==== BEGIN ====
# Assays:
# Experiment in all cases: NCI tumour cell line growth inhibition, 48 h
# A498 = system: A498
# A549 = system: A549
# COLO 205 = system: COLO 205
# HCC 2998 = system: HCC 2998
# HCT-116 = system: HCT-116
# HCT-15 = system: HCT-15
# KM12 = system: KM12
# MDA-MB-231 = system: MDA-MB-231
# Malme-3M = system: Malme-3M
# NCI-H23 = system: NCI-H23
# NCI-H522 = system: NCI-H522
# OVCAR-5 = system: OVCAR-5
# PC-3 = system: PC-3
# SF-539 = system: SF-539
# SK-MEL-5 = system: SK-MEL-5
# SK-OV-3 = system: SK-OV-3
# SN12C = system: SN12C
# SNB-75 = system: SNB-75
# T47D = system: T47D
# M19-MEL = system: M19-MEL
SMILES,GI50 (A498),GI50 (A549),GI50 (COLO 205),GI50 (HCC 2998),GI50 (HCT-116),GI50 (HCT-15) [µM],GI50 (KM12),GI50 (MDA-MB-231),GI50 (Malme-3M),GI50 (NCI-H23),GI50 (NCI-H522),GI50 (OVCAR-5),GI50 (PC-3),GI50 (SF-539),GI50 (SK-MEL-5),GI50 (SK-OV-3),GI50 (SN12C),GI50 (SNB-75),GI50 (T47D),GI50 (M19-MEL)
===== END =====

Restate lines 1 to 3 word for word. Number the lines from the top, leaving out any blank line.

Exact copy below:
# Assays:
# Experiment in all cases: NCI tumour cell line growth inhibition, 48 h
# A498 = system: A498